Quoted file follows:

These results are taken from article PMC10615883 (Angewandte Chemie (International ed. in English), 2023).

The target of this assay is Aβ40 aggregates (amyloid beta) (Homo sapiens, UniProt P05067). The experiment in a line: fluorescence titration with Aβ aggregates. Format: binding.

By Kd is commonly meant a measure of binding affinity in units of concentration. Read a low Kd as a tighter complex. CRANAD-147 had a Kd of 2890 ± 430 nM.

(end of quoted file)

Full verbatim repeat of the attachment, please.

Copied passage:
These results are taken from article PMC10615883 (Angewandte Chemie (International ed. in English), 2023).

The target of this assay is Aβ40 aggregates (amyloid beta) (Homo sapiens, UniProt P05067). The experiment in a line: fluorescence titration with Aβ aggregates. Format: binding.

By Kd is commonly meant a measure of binding affinity in units of concentration. Read a low Kd as a tighter complex. CRANAD-147 had a Kd of 2890 ± 430 nM.